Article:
In lieu of an abstract, here is a brief excerpt of the content:

Reviewed by:
  • Bad Souls: Madness and Responsibility in Modern Greece by Elizabeth Anne Davis
  • Olga Demetriou
Elizabeth Anne Davis. Bad Souls: Madness and Responsibility in Modern Greece. Durham: Duke University Press. 2012 Pp. xii + 332. Cloth $94.95. Paperback $25.95.

Bad Souls is a captivating analysis of institutional reform in Greece of the early 2000s, as the country was undergoing rapid Europeanization of its structures and institutions. In this ethnography, Davis focuses on changes in the (largely EU-funded) organization of mental institutions and the conceptual frames within which mental illness was being re-thought, at least until the financial crisis manifested itself. In choosing this focus, Davis points out the paradoxes that arise from inconsistencies between ethical approaches to psychiatric care and the many ways in which ideal paradigms fail to materialize in peoples’ real lives. The author approaches such inconsistencies as a structural component of the neoliberal ideological apparatus that displaces responsibility from the state to the person. In making the shift from the institution to the person, the new approaches to mental illness envision recovery within the community as good and confinement as bad. Yet in practice, the results are quite different, with chains and [End Page 444] padlocks on doors in mental institution buildings that were originally designed to enhance patients’ freedom of movement in them; or the return of patients to abusive and impoverished homes under the rubric of de-institutionalizing care.

They also re-categorize illness along axes of lying, deceit, and submission. These are categories that arise from this revised discourse of “responsibility” as this discourse is propped up with views of the person as a cultural subject. Under this insightful anthropological lens, Davis shows the effect of this discursive coupling of responsibility and culture, which is to bracket out structural violence and the responsibility of the state in the production of economic, ethnic, and gendered forms of discrimination.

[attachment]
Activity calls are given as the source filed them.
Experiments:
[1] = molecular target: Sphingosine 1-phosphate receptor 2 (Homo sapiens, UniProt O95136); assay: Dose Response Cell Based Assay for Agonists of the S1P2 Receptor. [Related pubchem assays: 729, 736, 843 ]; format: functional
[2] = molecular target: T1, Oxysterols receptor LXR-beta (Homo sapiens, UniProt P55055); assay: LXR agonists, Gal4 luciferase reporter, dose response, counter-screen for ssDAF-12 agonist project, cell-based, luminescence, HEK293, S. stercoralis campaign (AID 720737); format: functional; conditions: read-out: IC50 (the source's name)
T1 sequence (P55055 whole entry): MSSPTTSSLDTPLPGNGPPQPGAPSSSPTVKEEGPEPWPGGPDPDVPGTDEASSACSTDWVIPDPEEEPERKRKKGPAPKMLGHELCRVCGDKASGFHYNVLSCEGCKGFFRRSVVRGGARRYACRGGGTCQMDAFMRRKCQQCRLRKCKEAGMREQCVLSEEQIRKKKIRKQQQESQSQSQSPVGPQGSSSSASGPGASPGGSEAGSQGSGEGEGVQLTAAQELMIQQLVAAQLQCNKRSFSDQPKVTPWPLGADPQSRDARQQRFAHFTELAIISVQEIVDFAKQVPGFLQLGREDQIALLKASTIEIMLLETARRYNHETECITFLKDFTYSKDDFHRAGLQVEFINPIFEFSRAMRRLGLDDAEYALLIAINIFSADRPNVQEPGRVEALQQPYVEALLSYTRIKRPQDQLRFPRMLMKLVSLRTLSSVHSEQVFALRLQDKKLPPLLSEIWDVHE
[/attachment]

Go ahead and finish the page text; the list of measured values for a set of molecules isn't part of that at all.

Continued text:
Post-crisis, the broad lines of Davis’s argument about neoliberal reforms have been sketched by a number of social theorists (especially though not exclusively those working on concepts of governmentality) with respect to Greece. This makes Bad Souls extremely topical. As an analysis that began a decade ago, however, its impact should be of a different order. It is an incisive, particularly perceptive, and highly astute work centered on the problems of neoliberalism in its most benign forms, long before the rude awakening of the financial crisis. It is also an invaluable contribution to the discussion of culture, arising chiefly out of Davis’s critical analysis of how psychiatric discourse in the specific region produces the “cultural subject” mentioned above. This discussion is particularly invaluable within anthropology and beyond, because it shows how culture is re-inscribed in the political. The added interest here is that the context of this political is one where the nation-state ideology is held to have been superseded by an international order that goes beyond the nation-state and a cultural postmodern order where singular truths (such as the nation-state ideology) have crumbled. Davis’s ethnography puts this conceptual premise into question.

This last point is poignantly brought forth in the author’s careful consideration of the complex multicultural microcosm in the border region that she studies, near the Turkish and Bulgarian borders. Both institutions at the center of this study offer psychiatric care in the Greek town of Alexandroupolis. The setting filters the otherness of mental illness through the prism of linguistic and “culturalized” othernesses: of Pontic, Pomak, Turkish, Roma, and migrant patients. Racialism sits at the juncture of the differences represented by these groups. It is produced by specific discourses that moralize “culture.” Such moralization is evident in staff’s perceptions about “their” rules of behavior, for example (where “their” refers to patients who belong to these “other” groups). It is a moralization that also implies an ethical basis for the behavior of the self (in the sense of how proper subjects of care are expected to behave), such that those “other” behaviors are classified as both pathologically and culturally problematic. Davis analyzes these complexities in illuminating depth, all the while maintaining a focus on the question of the patients’ agency. Throughout the...


Additional Information

Print ISSN
pp. 444-446
Launched on MUSE
Open Access
Back To Top

This website uses cookies to ensure you get the best experience on our website. Without cookies your experience may not be seamless.